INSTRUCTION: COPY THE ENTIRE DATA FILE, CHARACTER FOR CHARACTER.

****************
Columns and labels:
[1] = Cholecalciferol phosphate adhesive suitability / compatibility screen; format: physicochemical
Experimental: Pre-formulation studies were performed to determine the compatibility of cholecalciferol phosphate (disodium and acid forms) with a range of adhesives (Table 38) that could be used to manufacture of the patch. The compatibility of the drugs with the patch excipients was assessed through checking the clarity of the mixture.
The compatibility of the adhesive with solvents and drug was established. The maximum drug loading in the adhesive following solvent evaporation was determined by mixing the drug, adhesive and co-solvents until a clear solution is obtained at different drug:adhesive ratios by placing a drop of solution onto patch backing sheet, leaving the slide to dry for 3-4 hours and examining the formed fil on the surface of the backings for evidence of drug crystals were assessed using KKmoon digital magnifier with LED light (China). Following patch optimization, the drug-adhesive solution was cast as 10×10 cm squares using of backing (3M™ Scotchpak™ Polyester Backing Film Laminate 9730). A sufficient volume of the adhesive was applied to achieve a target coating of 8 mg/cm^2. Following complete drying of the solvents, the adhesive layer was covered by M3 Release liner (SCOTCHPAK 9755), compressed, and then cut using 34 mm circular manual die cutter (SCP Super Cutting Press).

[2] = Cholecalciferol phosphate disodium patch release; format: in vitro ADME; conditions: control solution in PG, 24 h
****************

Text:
Columns and labels:
[1] = Cholecalciferol phosphate adhesive suitability / compatibility screen; format: physicochemical
Experimental: Pre-formulation studies were performed to determine the compatibility of cholecalciferol phosphate (disodium and acid forms) with a range of adhesives (Table 38) that could be used to manufacture of the patch. The compatibility of the drugs with the patch excipients was assessed through checking the clarity of the mixture.
The compatibility of the adhesive with solvents and drug was established. The maximum drug loading in the adhesive following solvent evaporation was determined by mixing the drug, adhesive and co-solvents until a clear solution is obtained at different drug:adhesive ratios by placing a drop of solution onto patch backing sheet, leaving the slide to dry for 3-4 hours and examining the formed fil on the surface of the backings for evidence of drug crystals were assessed using KKmoon digital magnifier with LED light (China). Following patch optimization, the drug-adhesive solution was cast as 10×10 cm squares using of backing (3M™ Scotchpak™ Polyester Backing Film Laminate 9730). A sufficient volume of the adhesive was applied to achieve a target coating of 8 mg/cm^2. Following complete drying of the solvents, the adhesive layer was covered by M3 Release liner (SCOTCHPAK 9755), compressed, and then cut using 34 mm circular manual die cutter (SCP Super Cutting Press).

[2] = Cholecalciferol phosphate disodium patch release; format: in vitro ADME; conditions: control solution in PG, 24 h